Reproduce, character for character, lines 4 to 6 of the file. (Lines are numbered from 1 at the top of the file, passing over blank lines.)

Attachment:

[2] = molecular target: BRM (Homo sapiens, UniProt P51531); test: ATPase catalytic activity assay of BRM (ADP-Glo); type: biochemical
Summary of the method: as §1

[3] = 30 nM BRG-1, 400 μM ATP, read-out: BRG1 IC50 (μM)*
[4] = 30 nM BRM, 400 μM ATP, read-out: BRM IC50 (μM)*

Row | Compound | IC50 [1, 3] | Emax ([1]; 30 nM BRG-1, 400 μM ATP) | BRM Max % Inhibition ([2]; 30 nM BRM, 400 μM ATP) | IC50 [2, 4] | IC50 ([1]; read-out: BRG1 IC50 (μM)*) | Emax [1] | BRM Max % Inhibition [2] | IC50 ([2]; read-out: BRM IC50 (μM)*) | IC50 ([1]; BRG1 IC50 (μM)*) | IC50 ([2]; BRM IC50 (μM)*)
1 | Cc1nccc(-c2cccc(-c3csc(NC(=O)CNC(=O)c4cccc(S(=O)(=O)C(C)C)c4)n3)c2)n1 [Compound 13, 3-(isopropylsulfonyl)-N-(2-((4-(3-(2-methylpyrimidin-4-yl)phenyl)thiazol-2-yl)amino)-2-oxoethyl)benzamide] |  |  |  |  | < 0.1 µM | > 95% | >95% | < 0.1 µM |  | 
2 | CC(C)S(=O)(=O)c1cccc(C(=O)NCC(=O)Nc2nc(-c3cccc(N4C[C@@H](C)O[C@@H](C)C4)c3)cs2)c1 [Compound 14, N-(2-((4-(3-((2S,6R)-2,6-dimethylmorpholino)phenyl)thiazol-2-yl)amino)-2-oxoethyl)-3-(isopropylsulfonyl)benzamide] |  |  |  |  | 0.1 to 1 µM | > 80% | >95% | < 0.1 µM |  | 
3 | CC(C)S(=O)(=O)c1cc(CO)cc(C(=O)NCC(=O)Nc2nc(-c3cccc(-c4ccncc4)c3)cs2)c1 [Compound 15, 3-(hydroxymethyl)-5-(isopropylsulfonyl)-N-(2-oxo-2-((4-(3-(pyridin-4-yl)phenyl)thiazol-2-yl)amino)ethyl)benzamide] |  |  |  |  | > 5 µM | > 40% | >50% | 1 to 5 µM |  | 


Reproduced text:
[4] = 30 nM BRM, 400 μM ATP, read-out: BRM IC50 (μM)*

Row | Compound | IC50 [1, 3] | Emax ([1]; 30 nM BRG-1, 400 μM ATP) | BRM Max % Inhibition ([2]; 30 nM BRM, 400 μM ATP) | IC50 [2, 4] | IC50 ([1]; read-out: BRG1 IC50 (μM)*) | Emax [1] | BRM Max % Inhibition [2] | IC50 ([2]; read-out: BRM IC50 (μM)*) | IC50 ([1]; BRG1 IC50 (μM)*) | IC50 ([2]; BRM IC50 (μM)*)
1 | Cc1nccc(-c2cccc(-c3csc(NC(=O)CNC(=O)c4cccc(S(=O)(=O)C(C)C)c4)n3)c2)n1 [Compound 13, 3-(isopropylsulfonyl)-N-(2-((4-(3-(2-methylpyrimidin-4-yl)phenyl)thiazol-2-yl)amino)-2-oxoethyl)benzamide] |  |  |  |  | < 0.1 µM | > 95% | >95% | < 0.1 µM |  | 